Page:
Have you ever spent time in reflection and found yourself feeling sad, down or even regretful? Those emotions are each valid and fair to experience. I think they can be a deterrent though to taking time to evaluate yourself and your life. Too many of us focus on what could have been and we let that negatively influence what is. I hope for myself and for you, that choosing to avoid these moments of uncomfortable feelings doesn’t keep us from being and doing all that is possible.
I reflect often. Sometimes just over recent events or encounters and sometimes I think about the life I thought I’d have years and years ago. If you know me well, or at least have known me for more than 10 years, you know my life was on a completely different trajectory back then.
I choose the word “different” on purpose. Sure, some things may have been better, but some things may have turned out worse too. I refuse to let myself ponder on what “could have been.” I think that’s dangerous. That’s when envy, greed, shame, disappointment and depression – all things mentally, emotionally and spiritually unhealthy tend to take root and grow exponentially and keep me from fulfilling the destiny I was created for. Or, as kids say these days, keep me from living my best life.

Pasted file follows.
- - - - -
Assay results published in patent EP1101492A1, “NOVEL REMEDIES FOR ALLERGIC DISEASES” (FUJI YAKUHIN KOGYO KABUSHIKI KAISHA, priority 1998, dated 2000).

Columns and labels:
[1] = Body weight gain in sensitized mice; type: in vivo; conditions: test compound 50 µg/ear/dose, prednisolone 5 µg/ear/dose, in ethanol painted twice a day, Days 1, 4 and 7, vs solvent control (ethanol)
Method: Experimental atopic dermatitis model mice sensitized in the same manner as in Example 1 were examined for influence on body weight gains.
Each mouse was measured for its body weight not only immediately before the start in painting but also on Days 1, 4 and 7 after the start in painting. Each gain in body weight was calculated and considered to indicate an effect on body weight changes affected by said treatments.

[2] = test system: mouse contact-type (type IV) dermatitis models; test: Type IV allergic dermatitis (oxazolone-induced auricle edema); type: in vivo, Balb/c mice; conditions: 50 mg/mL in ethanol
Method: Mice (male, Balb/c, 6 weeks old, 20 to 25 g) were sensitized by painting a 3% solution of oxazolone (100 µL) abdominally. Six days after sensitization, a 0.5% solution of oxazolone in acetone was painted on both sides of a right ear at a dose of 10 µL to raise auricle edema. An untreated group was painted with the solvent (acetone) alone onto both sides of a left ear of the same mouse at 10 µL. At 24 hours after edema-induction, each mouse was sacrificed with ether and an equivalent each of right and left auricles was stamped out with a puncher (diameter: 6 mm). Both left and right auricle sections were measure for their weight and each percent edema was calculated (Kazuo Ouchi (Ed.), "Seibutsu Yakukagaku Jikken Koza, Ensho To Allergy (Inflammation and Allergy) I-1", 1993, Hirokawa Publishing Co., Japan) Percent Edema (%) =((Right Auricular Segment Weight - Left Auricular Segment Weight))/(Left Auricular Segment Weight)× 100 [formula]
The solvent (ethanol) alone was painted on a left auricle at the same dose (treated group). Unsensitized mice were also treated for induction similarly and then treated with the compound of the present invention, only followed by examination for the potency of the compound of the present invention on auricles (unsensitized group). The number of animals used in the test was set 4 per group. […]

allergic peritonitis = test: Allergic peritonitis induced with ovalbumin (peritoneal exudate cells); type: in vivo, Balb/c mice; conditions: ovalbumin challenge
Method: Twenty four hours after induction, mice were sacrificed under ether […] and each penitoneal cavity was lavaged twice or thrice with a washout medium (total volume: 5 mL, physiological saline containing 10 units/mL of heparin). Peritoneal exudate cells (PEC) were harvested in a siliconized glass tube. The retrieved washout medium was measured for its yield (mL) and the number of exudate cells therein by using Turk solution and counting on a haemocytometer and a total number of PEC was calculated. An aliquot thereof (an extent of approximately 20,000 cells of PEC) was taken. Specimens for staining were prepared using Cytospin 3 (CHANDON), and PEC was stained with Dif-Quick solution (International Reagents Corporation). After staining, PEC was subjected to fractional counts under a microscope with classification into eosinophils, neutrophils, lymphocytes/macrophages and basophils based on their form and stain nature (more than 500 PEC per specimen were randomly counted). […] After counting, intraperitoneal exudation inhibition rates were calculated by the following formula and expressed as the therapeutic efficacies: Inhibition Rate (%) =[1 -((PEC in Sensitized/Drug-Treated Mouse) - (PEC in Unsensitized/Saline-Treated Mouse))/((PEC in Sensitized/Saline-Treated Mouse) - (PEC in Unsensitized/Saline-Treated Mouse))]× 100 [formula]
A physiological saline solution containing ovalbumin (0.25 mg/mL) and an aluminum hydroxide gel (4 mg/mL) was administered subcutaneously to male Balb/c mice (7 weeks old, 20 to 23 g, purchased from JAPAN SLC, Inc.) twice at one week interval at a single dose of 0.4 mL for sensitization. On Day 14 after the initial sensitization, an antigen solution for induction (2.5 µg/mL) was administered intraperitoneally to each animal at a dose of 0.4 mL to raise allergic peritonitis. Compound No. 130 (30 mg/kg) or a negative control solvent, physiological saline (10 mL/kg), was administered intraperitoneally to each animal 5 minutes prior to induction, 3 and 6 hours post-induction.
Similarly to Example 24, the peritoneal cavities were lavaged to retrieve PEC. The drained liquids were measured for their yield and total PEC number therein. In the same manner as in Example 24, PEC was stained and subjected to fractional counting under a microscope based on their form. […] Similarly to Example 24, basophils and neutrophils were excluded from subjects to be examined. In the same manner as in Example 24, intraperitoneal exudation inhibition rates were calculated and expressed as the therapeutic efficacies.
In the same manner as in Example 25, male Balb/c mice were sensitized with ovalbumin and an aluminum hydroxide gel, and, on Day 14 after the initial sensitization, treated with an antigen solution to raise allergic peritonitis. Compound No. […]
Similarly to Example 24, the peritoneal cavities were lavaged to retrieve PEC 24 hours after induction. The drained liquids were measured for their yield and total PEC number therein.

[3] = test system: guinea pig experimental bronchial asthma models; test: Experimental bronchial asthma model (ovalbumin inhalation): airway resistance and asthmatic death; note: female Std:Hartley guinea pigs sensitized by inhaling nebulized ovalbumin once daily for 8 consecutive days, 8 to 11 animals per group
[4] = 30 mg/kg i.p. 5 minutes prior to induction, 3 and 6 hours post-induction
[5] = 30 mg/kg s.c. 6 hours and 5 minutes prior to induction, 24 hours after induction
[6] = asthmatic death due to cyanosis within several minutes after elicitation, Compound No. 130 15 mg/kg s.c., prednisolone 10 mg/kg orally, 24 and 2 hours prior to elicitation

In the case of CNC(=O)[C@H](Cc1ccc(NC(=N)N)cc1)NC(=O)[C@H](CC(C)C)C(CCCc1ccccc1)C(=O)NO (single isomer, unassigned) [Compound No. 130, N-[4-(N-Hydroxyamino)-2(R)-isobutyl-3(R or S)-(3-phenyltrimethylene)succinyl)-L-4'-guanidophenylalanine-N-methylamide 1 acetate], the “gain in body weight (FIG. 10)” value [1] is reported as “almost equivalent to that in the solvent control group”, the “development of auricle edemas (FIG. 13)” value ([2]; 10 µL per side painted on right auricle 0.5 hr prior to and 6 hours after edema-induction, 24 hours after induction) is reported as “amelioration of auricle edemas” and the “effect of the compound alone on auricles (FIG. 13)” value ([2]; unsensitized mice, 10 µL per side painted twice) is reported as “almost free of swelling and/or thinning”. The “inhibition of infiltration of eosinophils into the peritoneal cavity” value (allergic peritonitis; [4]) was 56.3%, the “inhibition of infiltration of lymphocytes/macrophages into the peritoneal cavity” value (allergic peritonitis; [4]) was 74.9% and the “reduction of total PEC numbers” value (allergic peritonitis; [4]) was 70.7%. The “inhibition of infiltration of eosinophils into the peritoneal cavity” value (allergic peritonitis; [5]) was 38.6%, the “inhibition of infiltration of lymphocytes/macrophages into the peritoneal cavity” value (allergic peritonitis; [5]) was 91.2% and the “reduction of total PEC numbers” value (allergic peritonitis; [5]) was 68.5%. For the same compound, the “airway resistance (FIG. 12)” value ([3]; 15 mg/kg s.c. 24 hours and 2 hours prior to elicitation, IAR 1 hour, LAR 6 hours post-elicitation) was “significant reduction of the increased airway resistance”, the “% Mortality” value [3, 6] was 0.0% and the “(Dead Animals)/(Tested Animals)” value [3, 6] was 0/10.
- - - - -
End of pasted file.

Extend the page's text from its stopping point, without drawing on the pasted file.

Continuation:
I don’t believe the grass is greener on the other side. I subscribe to Robert Fulghum’s philosophy that the grass is greener where it is watered. If I believe the grass is always greener somewhere else, than I’ll never be satisfied. I’ll never experience happiness. I’ll never know the peaceful state of contentment (not to be confused with complacency).
I think a great task and challenge in life is making the most of what you have, what you gain, what you create and what you grow – not wishing you were someone else or somewhere else. Nobody else can be you, nobody else can live life the way you are living life. We each play a valuable, irreplaceable role. In the words of Oscar Wilde, “Be yourself; everyone else is already taken.”
Don’t wish for greener grass, grow greener grass.